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Expelled officials trash DPP’s olive branch

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WANT CASE TO CONTINUE—Jeffrey

Four opposition Democratic Progressive Party (DPP) officials have turned down an olive branch the party extended to them.

Earlier this month, the party, through administrative secretary Francis Mphepo, announced that its central executive committee had reversed the decision to fire vice president for the Southern Region Kondwani Nankhumwa, secretary general Grezelder Jeffrey, treasurer general Jappie Mhango and Mulanje West parliamentarian Yusuf Nthenda.

The four were fired in October last year for what the party described as gross misconduct. The four later obtained an injunction restraining it from firing them.

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“You are being informed that you are welcome into the party as a full member of the party. The central committee arrived at the above decision on the understanding that, upon your return, you shall abide by the party constitution,” the party’s letter reads.

When the issue returned to court for a scheduling conference Wednesday, the four opted for the continuation of the case while the party wanted the matter to be water under the bridge after its decision to welcome them back into its fold.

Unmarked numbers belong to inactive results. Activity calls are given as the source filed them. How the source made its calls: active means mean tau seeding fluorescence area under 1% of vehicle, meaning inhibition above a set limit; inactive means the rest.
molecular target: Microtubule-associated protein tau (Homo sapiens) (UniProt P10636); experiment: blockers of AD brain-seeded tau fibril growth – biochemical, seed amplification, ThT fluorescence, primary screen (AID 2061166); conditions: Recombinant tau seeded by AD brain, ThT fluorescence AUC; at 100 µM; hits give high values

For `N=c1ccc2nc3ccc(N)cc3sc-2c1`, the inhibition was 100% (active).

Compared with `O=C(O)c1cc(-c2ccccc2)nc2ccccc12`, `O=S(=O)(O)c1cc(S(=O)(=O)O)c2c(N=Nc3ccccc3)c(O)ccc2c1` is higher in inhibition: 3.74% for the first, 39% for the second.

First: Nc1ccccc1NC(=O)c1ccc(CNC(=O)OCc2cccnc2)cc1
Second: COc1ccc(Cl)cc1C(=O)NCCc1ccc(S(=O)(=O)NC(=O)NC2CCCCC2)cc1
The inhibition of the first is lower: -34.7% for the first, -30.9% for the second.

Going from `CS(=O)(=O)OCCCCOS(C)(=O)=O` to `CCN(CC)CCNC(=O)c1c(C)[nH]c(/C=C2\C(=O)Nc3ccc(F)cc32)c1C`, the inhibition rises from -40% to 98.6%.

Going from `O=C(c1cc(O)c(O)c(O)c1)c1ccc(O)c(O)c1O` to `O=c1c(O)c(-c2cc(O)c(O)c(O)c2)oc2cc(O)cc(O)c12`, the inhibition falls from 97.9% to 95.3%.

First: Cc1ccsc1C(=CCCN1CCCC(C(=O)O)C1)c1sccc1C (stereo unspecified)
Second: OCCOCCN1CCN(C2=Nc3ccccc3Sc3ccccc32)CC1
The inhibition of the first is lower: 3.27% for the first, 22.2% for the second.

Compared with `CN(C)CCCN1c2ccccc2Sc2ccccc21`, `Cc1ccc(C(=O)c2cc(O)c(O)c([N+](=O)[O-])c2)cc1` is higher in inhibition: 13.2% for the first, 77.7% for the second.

However, there was no movement on the case Wednesday as DPP lawyer Emmanuel Theu said he was not formally informed about the conference.

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And, speaking after the court adjourned the case, lawyer representing Nankhumwa and others, Loshendra Demel, said his clients were demanding litigation against their expulsion from the party despite being reinstated.

“We came to court for a scheduling conference but we were late to serve our opponents with the court order, hence the matter has been adjourned to October,” Demel said.

Theu maintained that his clients wanted the matter to be resolved at party level.

“Although there was no scheduled conference today, DPP feels that further litigation is not necessary because these [four people] were told to go back to the party. If there are any issues, they should be discussed within the party. No justification for litigation,” Theu said.

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